TUMBY BAY - Like many liklik kiaps (cadet patrol officers), my first couple of patrols in the Papua New Guinea Highlands involved the construction and maintenance of roads.
The idea was to get the young men out amongst the local people so they could quickly learn Tok Pisin and also find out if they could cope with roughing it in the bush.
Throughout my short career as a kiap all my patrols were solo, including the first one.
Instead of the guiding hand of a senior officer, as was supposed to be the rule, I had to rely on the gentle advice of grizzled old police non-commissioned officers.
My second patrol began from Tambul and involved keeping open the road connecting Mount Hagen and Wapenamanda.
That section of road wound its way along the high altitude ridges of the Mount Hagen foothills. Tambul sits at 2,240 metres above sea level and Mount Hagen is 3,777 metres.
I based myself either at the small settlements of Tomba or Paiagona. They were bloody cold places and it was necessary to keep a fire burning all night in the haus kiap to survive.
After my first day, I sent an urgent message to Andy Flower in Mount Hagen to buy me a jacket and drop it off on his way to Wapenamanda.
During a terrific thunderstorm at Paiagona, I was sure a bolt of lightning came through the window and exited out of the front door the flash was so bright and the immediate thunderclap so loud.
There were very few people in that high country because it was so very cold and also because kaukau didn’t grow there easily.
It was with surprise, therefore, that I recently learned that many people now live and garden in those alpine places.
“Due to global warming, the climate is getting warmer and you see many people beginning to live along the highway from Tomba village to the [Enga] border check-point,” Johannes Kundal points out in his new book, Legend of the Miok Egg.
Another very cold place I visited on patrol was the pass over the Dap Range between Bolibip and the Murray Valley in what is now Western Province.
The pass is at 3,648 metres and it’s a very hard and long walk up to it following a watercourse that is frequently a cross between a creek and a waterfall.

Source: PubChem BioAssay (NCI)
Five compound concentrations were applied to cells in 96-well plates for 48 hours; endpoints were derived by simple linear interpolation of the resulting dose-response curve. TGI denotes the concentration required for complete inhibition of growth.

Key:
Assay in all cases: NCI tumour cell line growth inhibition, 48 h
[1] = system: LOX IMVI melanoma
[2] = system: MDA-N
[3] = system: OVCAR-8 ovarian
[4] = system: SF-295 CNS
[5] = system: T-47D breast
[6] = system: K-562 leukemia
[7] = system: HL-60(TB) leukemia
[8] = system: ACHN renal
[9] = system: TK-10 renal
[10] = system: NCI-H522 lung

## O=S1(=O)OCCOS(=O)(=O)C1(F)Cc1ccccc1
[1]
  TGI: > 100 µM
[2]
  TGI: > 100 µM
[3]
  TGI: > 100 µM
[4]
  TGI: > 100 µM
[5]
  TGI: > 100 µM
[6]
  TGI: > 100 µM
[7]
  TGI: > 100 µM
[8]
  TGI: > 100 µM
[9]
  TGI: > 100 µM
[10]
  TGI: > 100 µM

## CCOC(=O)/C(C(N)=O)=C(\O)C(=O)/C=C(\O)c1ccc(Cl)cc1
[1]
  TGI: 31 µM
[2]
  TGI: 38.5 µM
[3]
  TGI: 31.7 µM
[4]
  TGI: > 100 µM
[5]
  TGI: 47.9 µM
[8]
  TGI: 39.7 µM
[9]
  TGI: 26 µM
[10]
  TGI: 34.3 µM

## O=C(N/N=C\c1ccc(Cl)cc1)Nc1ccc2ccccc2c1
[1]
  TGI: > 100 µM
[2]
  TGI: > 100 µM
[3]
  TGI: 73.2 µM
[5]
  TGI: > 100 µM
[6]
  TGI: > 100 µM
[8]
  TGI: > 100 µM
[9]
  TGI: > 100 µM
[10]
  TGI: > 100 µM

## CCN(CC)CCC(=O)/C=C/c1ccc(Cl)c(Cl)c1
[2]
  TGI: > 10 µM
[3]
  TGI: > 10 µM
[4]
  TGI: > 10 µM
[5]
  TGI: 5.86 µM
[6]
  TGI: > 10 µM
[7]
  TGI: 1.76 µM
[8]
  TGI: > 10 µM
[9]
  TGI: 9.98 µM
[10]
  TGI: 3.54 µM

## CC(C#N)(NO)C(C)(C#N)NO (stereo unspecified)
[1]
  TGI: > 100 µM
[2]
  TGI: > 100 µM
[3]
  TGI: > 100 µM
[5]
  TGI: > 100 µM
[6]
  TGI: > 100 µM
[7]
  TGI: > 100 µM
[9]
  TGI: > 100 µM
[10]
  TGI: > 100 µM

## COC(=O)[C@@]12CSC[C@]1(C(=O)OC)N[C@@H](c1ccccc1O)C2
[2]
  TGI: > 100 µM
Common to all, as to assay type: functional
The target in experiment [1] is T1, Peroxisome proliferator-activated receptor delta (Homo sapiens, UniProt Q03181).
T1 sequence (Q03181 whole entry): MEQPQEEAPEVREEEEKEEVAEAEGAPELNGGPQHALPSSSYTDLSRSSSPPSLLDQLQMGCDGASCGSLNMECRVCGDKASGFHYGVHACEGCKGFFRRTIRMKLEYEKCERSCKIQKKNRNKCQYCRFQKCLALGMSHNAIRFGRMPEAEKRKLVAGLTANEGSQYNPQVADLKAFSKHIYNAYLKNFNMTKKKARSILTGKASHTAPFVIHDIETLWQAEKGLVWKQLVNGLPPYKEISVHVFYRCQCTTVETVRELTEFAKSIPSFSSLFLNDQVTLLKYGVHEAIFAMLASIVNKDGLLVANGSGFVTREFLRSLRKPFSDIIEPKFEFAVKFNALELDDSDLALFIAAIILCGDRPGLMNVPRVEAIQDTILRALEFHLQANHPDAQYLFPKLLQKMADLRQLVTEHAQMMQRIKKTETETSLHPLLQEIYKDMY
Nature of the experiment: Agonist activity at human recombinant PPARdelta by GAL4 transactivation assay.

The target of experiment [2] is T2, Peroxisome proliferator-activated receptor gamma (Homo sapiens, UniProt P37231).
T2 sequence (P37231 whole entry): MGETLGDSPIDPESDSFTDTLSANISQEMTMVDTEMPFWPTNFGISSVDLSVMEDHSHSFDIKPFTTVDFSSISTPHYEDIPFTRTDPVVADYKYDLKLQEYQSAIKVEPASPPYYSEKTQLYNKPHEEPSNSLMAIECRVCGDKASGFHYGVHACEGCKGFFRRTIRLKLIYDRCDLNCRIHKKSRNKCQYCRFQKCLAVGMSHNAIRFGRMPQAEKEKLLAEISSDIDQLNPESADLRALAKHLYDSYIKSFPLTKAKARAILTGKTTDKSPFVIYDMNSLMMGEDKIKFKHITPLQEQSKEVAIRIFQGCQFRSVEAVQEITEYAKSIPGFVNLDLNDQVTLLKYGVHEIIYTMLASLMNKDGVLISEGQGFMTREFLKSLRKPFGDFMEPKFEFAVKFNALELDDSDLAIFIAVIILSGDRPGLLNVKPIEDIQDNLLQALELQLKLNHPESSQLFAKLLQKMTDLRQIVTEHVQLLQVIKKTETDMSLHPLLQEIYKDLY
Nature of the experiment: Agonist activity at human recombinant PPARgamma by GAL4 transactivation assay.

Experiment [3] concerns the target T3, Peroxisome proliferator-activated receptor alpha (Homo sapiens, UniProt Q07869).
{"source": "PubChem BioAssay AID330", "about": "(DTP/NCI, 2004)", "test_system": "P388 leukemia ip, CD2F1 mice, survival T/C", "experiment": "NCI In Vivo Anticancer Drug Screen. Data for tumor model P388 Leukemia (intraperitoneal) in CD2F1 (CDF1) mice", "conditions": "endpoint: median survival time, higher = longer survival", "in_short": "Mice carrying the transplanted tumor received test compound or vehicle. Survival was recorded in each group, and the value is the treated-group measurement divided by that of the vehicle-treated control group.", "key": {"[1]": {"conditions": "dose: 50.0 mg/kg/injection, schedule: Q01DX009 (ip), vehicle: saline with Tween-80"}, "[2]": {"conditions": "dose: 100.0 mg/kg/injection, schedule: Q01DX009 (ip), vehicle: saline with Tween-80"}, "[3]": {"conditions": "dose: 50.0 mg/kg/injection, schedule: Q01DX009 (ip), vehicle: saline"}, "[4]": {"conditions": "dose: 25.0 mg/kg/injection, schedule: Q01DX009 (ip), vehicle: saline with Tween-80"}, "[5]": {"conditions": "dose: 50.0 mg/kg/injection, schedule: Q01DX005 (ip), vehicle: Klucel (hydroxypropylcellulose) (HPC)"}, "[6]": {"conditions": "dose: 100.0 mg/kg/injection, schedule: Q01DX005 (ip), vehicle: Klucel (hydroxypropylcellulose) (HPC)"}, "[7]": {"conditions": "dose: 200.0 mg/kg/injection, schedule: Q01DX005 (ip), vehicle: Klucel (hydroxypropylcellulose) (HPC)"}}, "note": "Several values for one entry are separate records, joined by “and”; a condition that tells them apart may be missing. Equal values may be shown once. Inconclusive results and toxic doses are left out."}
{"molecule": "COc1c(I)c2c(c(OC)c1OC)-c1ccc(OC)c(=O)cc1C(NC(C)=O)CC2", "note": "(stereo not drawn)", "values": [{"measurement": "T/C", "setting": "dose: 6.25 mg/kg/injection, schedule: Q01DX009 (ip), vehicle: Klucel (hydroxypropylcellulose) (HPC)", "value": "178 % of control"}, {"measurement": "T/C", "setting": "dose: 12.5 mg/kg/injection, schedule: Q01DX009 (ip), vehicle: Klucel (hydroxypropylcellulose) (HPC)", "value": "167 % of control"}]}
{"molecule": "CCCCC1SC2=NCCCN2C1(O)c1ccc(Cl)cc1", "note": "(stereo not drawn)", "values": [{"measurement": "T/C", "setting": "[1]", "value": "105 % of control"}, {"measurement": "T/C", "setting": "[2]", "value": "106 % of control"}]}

No one lived up there but there used to be a rough haus kiap to stay in overnight before dropping into the valley the next day. I’m not sure who built it; it might have been John MacGregor.
When our exhausted little party reached it there were snow flurries blowing off the surrounding ridges and it was bitterly cold. Thank goodness for blazing fires and Johnny Walker, the whisky that is.
About 10 years ago I flew there by helicopter while engaged in a social mapping project.
The old haus kiap was long gone but there was a chopper pad close to where it once stood and there was a small settlement on the Murray Valley side.
I spent a couple of days there. The weather was warm and pleasant, which surprised me, particularly after I checked my old patrol report and discovered that both visits had been at the same time of the year.
In many parts of the highlands, particularly where there are now serious shortages of land, climate change seems to be allowing people to push into higher altitude areas to live.
I don’t know whether any of the boffins have yet observed this phenomenon but it must be happening in other parts of the world.
I guess it’s just another of the unanticipated outcomes of climate change.